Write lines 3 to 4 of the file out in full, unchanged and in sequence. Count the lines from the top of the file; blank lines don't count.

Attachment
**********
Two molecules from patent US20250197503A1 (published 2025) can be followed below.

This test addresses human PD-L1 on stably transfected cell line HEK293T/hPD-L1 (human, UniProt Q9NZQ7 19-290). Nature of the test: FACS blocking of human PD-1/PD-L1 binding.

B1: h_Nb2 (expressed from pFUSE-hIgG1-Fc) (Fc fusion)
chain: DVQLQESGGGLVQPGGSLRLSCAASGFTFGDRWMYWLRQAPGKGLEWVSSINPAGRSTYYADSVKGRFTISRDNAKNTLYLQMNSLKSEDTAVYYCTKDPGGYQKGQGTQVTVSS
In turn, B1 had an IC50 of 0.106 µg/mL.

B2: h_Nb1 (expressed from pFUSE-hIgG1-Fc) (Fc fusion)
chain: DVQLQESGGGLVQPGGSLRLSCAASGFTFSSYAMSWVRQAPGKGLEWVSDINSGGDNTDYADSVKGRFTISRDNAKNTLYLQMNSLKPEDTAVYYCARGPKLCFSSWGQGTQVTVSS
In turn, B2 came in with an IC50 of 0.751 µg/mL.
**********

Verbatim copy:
B1: h_Nb2 (expressed from pFUSE-hIgG1-Fc) (Fc fusion)
chain: DVQLQESGGGLVQPGGSLRLSCAASGFTFGDRWMYWLRQAPGKGLEWVSSINPAGRSTYYADSVKGRFTISRDNAKNTLYLQMNSLKSEDTAVYYCTKDPGGYQKGQGTQVTVSS